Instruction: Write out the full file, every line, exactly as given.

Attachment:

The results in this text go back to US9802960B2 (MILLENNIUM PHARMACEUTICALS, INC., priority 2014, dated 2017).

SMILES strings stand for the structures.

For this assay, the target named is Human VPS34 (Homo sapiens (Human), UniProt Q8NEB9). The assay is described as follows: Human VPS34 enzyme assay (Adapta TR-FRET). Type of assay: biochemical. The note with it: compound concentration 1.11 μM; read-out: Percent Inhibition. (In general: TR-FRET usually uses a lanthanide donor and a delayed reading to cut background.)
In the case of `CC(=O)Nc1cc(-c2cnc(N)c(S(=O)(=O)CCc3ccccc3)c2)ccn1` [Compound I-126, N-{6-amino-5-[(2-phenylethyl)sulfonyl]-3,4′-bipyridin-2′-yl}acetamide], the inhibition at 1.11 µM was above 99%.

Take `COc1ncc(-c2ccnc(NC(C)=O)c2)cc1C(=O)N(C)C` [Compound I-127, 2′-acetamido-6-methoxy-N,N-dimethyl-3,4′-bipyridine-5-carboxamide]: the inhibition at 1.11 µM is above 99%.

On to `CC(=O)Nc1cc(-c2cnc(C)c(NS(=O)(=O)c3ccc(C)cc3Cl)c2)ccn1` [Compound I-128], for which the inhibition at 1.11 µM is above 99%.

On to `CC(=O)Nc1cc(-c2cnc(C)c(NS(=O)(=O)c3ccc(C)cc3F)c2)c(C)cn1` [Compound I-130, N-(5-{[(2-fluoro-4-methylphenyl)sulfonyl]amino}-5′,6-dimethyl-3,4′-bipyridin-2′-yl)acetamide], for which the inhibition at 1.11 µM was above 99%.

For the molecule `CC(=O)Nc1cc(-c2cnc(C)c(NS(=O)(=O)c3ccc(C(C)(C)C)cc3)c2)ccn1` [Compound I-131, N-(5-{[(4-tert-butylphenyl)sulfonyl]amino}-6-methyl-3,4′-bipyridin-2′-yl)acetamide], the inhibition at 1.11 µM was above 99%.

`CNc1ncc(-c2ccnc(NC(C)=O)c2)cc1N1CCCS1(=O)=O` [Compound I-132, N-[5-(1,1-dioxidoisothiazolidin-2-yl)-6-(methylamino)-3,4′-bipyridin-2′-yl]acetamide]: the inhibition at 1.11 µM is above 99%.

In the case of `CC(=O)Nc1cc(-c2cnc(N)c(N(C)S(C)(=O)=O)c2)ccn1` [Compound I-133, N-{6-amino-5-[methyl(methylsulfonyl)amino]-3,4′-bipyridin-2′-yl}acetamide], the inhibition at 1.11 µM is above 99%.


The results in this text go back to US9802960B2 (MILLENNIUM PHARMACEUTICALS, INC., priority 2014, dated 2017).

SMILES strings stand for the structures.

For this assay, the target named is Human VPS34 (Homo sapiens (Human), UniProt Q8NEB9). The assay is described as follows: Human VPS34 enzyme assay (Adapta TR-FRET). Type of assay: biochemical. The note with it: compound concentration 1.11 μM; read-out: Percent Inhibition. (In general: TR-FRET usually uses a lanthanide donor and a delayed reading to cut background.)
In the case of `CC(=O)Nc1cc(-c2cnc(N)c(S(=O)(=O)CCc3ccccc3)c2)ccn1` [Compound I-126, N-{6-amino-5-[(2-phenylethyl)sulfonyl]-3,4′-bipyridin-2′-yl}acetamide], the inhibition at 1.11 µM was above 99%.

Take `COc1ncc(-c2ccnc(NC(C)=O)c2)cc1C(=O)N(C)C` [Compound I-127, 2′-acetamido-6-methoxy-N,N-dimethyl-3,4′-bipyridine-5-carboxamide]: the inhibition at 1.11 µM is above 99%.

On to `CC(=O)Nc1cc(-c2cnc(C)c(NS(=O)(=O)c3ccc(C)cc3Cl)c2)ccn1` [Compound I-128], for which the inhibition at 1.11 µM is above 99%.

On to `CC(=O)Nc1cc(-c2cnc(C)c(NS(=O)(=O)c3ccc(C)cc3F)c2)c(C)cn1` [Compound I-130, N-(5-{[(2-fluoro-4-methylphenyl)sulfonyl]amino}-5′,6-dimethyl-3,4′-bipyridin-2′-yl)acetamide], for which the inhibition at 1.11 µM was above 99%.

For the molecule `CC(=O)Nc1cc(-c2cnc(C)c(NS(=O)(=O)c3ccc(C(C)(C)C)cc3)c2)ccn1` [Compound I-131, N-(5-{[(4-tert-butylphenyl)sulfonyl]amino}-6-methyl-3,4′-bipyridin-2′-yl)acetamide], the inhibition at 1.11 µM was above 99%.

`CNc1ncc(-c2ccnc(NC(C)=O)c2)cc1N1CCCS1(=O)=O` [Compound I-132, N-[5-(1,1-dioxidoisothiazolidin-2-yl)-6-(methylamino)-3,4′-bipyridin-2′-yl]acetamide]: the inhibition at 1.11 µM is above 99%.

In the case of `CC(=O)Nc1cc(-c2cnc(N)c(N(C)S(C)(=O)=O)c2)ccn1` [Compound I-133, N-{6-amino-5-[methyl(methylsulfonyl)amino]-3,4′-bipyridin-2′-yl}acetamide], the inhibition at 1.11 µM is above 99%.